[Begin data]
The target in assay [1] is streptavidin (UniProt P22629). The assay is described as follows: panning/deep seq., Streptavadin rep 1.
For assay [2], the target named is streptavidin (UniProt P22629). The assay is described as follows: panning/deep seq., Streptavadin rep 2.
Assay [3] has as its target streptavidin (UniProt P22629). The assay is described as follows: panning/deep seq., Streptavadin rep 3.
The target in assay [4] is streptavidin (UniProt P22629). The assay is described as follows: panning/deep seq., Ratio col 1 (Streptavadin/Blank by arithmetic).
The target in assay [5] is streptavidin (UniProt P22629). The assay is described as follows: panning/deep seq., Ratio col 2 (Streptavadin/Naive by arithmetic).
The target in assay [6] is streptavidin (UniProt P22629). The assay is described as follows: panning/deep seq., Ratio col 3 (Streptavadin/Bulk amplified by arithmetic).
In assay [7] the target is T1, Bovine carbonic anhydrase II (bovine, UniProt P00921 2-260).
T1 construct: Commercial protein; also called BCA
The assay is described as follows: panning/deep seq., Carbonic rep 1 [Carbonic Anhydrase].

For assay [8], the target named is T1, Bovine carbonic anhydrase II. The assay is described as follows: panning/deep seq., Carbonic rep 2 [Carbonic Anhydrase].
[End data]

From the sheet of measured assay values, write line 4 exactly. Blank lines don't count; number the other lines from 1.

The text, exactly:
The target in assay [4] is streptavidin (UniProt P22629). The assay is described as follows: panning/deep seq., Ratio col 1 (Streptavadin/Blank by arithmetic).